Senior Human Resource Specialist, Yale University, Retired.
“The Tay Son Rebellion was enjoyable reading bringing back many good memories of my grandmother telling us such stories. It was also eerie as well as sometimes, it was confusing what is fiction and what was real. Sometimes it felt like I was listening to my Grandmother again. As a historical novel, it is great providing so much information. I like that at times, it has a martial art feel to it and at times romantic.
The book is not only about the Tay Son period, it is also about the history of Vietnam. The author finds every opportunity to tell about other important historical events as well. I really liked how even in the conversations of your characters, you inserted bits of Vietnamese history, so I learned a lot while enjoying the story.
The first time I read the manuscript was very slow, because I am Vietnamese, and I wanted to check on your facts on history I didn’t know well, which repeatedly turned out to be correct. Thank you for letting me read it.”
Bookkeeper and Office Manager, New Haven, CT
“Your writing gives the reader an opening to see 18th Century “Vietnam.” The Tay Son Rebellion dislodges 20th century media images of Vietnam by offering a glimpse of the Vietnamese spirit alive on the land with a depth of field in time and temperament. People, with humility and reverence, or with duplicity and greed, stand in their own struggle in their unique natural and political landscapes.
I share in the lingering psychic guilt from my generation’s part in the saga of the Vietnam War, and in our nation’s collective sense of “failure to win.” Somehow, The Tay Son Rebellion delivers a respite to confusion with greater understanding as a healing balm. Thank you for this book.”
Executive Director, Gray Is Green, Hamden CT
“This book is a very engaging read, and I thoroughly enjoyed it. Having had the opportunity to read a much earlier draft some 20 years ago I can say the novel has reached a very pleasing level of maturity in the interim. I felt educated, entertained and appreciative at the close. Incorporating material from different corners of the world during the same time period gave added depth and context to the story. And it also reminded me never to go into politics. This novel would make a great audiobook.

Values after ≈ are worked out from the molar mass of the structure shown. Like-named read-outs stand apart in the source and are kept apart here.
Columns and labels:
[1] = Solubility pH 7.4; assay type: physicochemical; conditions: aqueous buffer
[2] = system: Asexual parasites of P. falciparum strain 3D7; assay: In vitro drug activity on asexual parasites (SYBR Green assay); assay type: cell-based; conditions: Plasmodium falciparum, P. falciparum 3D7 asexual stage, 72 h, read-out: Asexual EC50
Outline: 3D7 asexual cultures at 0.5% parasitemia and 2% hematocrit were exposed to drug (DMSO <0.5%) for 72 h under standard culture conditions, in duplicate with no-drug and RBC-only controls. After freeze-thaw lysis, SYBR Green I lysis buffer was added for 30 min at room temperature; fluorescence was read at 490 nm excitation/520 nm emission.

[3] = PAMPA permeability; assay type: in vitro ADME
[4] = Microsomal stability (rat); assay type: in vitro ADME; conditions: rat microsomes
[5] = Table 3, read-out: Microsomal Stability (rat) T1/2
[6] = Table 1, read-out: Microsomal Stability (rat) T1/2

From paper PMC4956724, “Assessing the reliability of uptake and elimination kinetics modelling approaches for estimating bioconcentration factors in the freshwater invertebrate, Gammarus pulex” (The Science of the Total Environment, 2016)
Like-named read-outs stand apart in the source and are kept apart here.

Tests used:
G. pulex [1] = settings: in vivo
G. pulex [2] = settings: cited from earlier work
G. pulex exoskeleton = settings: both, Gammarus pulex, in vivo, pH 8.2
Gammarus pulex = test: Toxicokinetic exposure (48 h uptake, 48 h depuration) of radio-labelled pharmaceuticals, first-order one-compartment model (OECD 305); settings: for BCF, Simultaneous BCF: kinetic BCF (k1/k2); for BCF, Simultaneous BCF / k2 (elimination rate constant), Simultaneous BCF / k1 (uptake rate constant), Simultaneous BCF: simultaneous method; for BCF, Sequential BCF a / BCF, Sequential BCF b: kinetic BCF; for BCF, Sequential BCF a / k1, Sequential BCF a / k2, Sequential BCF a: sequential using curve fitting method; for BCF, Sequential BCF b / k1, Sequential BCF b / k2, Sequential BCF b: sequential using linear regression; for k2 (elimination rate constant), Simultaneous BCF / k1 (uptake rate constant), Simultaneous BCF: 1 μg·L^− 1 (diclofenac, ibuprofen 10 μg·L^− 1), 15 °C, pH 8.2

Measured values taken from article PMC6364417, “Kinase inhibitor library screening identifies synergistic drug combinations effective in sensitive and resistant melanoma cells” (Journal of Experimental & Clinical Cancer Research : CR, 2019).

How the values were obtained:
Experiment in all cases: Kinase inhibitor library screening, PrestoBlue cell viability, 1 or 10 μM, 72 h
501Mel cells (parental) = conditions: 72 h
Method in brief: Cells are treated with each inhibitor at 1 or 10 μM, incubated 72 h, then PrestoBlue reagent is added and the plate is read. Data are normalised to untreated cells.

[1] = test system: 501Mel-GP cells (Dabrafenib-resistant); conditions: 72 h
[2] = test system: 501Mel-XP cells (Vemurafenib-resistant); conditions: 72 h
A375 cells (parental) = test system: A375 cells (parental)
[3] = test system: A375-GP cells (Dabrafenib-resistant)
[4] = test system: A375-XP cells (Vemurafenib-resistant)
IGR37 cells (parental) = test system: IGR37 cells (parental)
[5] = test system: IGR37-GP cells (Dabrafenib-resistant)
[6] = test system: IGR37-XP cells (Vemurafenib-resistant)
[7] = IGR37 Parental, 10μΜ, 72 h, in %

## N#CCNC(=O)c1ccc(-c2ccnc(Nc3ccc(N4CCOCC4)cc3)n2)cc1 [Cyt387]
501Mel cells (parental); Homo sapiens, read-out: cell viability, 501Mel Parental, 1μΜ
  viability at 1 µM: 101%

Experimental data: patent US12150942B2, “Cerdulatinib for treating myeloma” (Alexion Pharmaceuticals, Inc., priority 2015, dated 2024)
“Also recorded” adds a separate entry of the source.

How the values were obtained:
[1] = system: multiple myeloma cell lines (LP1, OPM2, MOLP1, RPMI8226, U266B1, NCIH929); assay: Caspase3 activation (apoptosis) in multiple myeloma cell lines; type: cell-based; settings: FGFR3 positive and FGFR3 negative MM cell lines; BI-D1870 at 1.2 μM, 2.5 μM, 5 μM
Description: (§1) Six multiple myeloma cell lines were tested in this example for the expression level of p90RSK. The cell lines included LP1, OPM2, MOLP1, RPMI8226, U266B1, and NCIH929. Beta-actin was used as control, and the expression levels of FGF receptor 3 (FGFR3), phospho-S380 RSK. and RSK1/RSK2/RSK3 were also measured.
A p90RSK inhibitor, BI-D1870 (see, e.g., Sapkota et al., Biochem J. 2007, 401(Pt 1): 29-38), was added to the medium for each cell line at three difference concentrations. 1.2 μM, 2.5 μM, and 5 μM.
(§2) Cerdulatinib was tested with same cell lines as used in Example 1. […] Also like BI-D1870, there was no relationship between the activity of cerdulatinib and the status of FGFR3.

The martial arts scenes and the marine battles provided yet another dimension to the novel, adding to its already high quality. Clearly the author has had first hand experience in both these areas and has generously leaned on those experiences in order to produce such realistic details. He has struck a good balance in the level of detail – enough to allow one to develop a vivid mental picture of the scenes, yet not so much as to prompt one to skip passages.”
Raymond S. Farinato,
Aikido Shihan (6th Dan master teacher)
PhD physical chemist, Adjunct Professor – Columbia University,
Earth & Environmental Engineering
My language tutor, Huỳnh Sanh Thông, who passed away in 2008, was a Lecturer at Yale in Vietnamese Studies and the Director of Yale’s Southeast Asian Refugee Project. Around 1986, he read an earlier draft of this book. To my great relief, he found my portrayals of Vietnamese acceptable and enjoyable. He said, “It is a good book, and well written. But is too much like Michener, and not enough like Clavell.” I was relieved and delighted.
From “Acknowledgements and Gratitude”
at the end of The Tây Sơn Rebellion